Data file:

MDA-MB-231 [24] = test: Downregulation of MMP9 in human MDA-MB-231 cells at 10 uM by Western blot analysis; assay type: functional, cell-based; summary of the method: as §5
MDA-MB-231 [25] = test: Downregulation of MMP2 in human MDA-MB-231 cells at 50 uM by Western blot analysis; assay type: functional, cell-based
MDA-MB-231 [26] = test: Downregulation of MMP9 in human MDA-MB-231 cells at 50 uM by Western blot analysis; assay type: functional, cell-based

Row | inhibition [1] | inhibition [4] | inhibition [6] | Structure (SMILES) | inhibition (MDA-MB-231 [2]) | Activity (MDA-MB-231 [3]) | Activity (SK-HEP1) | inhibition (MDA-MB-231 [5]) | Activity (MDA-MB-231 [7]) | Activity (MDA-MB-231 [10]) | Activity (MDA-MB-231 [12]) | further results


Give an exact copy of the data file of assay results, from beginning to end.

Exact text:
MDA-MB-231 [24] = test: Downregulation of MMP9 in human MDA-MB-231 cells at 10 uM by Western blot analysis; assay type: functional, cell-based; summary of the method: as §5
MDA-MB-231 [25] = test: Downregulation of MMP2 in human MDA-MB-231 cells at 50 uM by Western blot analysis; assay type: functional, cell-based
MDA-MB-231 [26] = test: Downregulation of MMP9 in human MDA-MB-231 cells at 50 uM by Western blot analysis; assay type: functional, cell-based

Row | inhibition [1] | inhibition [4] | inhibition [6] | Structure (SMILES) | inhibition (MDA-MB-231 [2]) | Activity (MDA-MB-231 [3]) | Activity (SK-HEP1) | inhibition (MDA-MB-231 [5]) | Activity (MDA-MB-231 [7]) | Activity (MDA-MB-231 [10]) | Activity (MDA-MB-231 [12]) | further results